- Of your 100 customers, 80 of them are spending an average of $250 per year (around $20 a month) on your business.
- Of your 100 customers, 20 of them are spending an average of $4,000 a year on your business.
- Of your 100 customers, 4 of them are spending around $16,000 a year on your business.
Of course, there’s a HUGE difference in commitment between someone who casually spends $20 a month and someone who invests as much as $16,000 in your products and services. Their expectations, needs and requirements are going to be radically different.
Thus, creating a top-end product and simply putting it out on the market is not enough to ensure anyone will buy it. Unlike entry-level (or even mid-level) products, effective marketing of your top-end products go hand-in-hand with the cultivation and deepening of your relationship with your customers, especially those who become your top 20% (or the top 20% of the 20%).
Using the 7 Graces to Cultivate Our Customer Relationships
The 7 Graces model provides us with a useful tool and ‘checklist’ as we explore our relationships with our audience at every level of the marketing funnel. But when our customer relationship steps into the deepest, most intimate part of the funnel – involving larger sums of money and greater amounts of time, commitment and service – employing the 7 Graces becomes not only ‘useful’, but absolutely crucial.
The Grace of Connection
At the deepest part of the marketing funnel, the Grace of Connection is vital not only for your customer, but for you as well. Without a close connection, your working relationship will be strained and awkward. There will be gaps in trust in both directions.
Before you consider launching a top-end product or service, you need to be very clear on your OWN criteria. If it becomes only be a matter of asking whether or not they can afford your product, you are bound to end up with the wrong kind of customer/client.
- What kinds of customers/clients could enter that kind of relationship with you?
- What would they need to know? What would they need to already have experienced?
Then, ask yourself:
- How you will cultivate and nurture such a relationship with your current clients BEFORE they reach this level?
- How will you engage with them?
- How will you demonstrate and instil trust and confidence?
- How will you make them feel safe in your care?
The Grace of Inspiration
‘Inspiration’ means ‘to breathe life into’. Thus, ‘inspiring’ our customers means to inform, educate, strengthen and empower them. The key questions you need to ask are:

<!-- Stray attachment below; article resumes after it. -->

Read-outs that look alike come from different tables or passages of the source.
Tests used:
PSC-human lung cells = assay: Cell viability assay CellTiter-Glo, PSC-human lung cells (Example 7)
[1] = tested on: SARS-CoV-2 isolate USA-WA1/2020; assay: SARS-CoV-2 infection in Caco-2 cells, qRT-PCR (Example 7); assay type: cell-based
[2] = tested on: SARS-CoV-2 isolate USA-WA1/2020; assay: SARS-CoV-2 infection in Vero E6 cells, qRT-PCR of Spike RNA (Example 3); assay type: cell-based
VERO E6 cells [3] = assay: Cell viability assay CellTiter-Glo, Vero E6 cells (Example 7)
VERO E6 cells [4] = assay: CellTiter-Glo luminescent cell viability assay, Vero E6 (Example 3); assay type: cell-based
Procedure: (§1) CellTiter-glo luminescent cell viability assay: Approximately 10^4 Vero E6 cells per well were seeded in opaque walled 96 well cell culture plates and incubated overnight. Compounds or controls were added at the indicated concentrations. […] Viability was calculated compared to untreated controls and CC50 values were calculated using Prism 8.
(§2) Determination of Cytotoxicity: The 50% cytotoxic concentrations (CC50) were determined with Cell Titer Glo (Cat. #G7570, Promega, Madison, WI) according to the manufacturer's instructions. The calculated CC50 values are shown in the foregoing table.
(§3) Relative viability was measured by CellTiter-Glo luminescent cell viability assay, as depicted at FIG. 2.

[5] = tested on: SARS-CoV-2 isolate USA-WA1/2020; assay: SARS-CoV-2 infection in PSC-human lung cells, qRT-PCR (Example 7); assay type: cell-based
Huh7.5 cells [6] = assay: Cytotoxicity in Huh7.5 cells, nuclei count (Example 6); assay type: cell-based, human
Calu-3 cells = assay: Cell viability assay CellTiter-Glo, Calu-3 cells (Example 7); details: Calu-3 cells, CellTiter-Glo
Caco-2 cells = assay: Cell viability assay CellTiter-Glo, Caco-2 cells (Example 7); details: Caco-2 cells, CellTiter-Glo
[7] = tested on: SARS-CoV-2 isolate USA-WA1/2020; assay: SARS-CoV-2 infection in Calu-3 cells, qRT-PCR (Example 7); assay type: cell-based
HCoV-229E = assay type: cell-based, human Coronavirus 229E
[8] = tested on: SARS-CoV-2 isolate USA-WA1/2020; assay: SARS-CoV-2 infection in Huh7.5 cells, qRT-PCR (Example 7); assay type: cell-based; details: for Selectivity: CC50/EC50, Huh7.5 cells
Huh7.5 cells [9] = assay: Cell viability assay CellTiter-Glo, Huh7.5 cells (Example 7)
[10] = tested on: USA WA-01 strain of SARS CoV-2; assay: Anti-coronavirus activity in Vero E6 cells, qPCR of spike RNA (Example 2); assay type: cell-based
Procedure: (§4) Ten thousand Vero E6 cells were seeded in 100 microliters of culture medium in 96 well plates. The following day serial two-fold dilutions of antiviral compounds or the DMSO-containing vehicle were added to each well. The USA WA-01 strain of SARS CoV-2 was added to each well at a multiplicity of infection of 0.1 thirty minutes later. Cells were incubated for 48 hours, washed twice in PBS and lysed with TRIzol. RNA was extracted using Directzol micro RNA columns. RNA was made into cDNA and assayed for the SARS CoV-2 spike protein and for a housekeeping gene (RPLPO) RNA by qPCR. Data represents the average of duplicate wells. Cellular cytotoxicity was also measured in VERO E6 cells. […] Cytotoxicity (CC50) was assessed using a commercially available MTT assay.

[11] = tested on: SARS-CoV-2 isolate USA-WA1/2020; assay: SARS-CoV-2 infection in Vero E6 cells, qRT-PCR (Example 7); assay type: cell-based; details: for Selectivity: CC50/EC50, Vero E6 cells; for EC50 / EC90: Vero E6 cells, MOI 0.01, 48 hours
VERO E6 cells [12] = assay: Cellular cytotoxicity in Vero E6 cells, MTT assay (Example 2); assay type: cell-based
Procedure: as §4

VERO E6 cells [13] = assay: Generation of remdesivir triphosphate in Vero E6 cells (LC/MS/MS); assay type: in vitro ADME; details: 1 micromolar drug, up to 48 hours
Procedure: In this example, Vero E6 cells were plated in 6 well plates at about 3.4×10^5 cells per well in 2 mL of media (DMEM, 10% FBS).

- How will I help my customers understand where they are now?
- How will I increase my customers’ competence so they can make informed choices about what is right for them at this point in time?
For example, regardless of whether we’re talking about health, business, skills or personal development, you cannot offer a ‘maintenance’ programme to your clients if they are still in the ‘fix me’ phase. Similarly, you cannot offer them a ‘growth’ or a ‘launch’ programme if they are still in the ‘start up’ phase. So, you’ll need to ask yourself:
- How will your business take your customers through these progressive phases in the long-term, so they are mentally, emotionally and financially ready for the next step?
The Grace of Invitation
The ‘Grace of Invitation’ is the opposite of the ‘Deadly Sin of Invasion’. ‘Invasion’ is when we are 100% focussed on making the sale. But focusing on the sale at the expense of the customer is a sure-fire way to shut down this very important Grace and sabotage your relationship. Ask yourself:
- How you will open the door to inviting customers to enquiring about your top-end product?
- How will you ensure your conversations will be open, engaging, respectful and hospitable?
- How will you make your customers feel relaxed and able to ask whatever questions they may have?
- How will you turn the attention away from ‘closing the deal’, and towards keeping the connection between you?
The Grace of Directness & the Grace of Transparency
I’ve put these two together because they work in tandem:
- The Grace of Directness means that you communicate in clear, simple language, so your customers don’t need a road-map to understand what they’re getting into.